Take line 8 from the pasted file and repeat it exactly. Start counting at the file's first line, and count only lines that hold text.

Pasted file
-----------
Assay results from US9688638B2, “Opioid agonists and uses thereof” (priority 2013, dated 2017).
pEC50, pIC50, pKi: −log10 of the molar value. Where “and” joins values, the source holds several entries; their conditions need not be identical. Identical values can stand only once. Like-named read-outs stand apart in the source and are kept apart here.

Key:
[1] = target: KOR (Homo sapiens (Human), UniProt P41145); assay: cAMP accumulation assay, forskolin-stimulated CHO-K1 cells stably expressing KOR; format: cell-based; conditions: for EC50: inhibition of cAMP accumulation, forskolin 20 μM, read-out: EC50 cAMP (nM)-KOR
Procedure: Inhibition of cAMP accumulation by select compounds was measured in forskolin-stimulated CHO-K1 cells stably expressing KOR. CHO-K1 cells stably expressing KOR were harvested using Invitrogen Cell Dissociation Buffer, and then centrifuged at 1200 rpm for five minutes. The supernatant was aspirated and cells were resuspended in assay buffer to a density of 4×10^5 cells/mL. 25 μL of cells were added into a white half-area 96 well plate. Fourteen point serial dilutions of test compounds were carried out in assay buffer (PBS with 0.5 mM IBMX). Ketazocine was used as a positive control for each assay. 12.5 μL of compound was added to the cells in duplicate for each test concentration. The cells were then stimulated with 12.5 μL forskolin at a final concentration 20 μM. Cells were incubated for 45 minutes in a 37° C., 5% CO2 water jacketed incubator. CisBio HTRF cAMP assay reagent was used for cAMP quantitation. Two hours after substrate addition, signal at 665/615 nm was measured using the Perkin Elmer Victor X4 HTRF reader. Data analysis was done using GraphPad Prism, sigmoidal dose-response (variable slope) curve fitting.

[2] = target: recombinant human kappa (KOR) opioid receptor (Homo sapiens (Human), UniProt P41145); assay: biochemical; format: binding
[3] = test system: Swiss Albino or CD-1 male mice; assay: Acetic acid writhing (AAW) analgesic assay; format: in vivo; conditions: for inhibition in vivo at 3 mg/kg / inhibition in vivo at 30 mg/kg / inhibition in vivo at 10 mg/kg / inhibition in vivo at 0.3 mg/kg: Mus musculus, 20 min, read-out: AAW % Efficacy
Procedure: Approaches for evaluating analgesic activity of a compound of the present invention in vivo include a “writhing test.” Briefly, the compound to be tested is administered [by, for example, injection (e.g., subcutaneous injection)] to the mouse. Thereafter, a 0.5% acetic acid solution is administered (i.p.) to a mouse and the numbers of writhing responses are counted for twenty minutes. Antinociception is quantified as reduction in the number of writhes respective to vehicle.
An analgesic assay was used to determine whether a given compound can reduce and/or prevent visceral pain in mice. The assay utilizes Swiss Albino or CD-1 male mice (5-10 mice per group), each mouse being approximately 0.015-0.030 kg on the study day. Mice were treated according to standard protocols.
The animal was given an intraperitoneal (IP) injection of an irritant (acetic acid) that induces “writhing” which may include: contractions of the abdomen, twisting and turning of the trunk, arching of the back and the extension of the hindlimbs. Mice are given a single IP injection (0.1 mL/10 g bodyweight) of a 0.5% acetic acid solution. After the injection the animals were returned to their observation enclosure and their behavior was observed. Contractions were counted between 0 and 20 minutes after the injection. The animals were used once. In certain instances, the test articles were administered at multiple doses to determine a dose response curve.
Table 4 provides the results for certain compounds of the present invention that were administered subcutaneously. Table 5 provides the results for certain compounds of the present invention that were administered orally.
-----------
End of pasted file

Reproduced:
Procedure: Approaches for evaluating analgesic activity of a compound of the present invention in vivo include a “writhing test.” Briefly, the compound to be tested is administered [by, for example, injection (e.g., subcutaneous injection)] to the mouse. Thereafter, a 0.5% acetic acid solution is administered (i.p.) to a mouse and the numbers of writhing responses are counted for twenty minutes. Antinociception is quantified as reduction in the number of writhes respective to vehicle.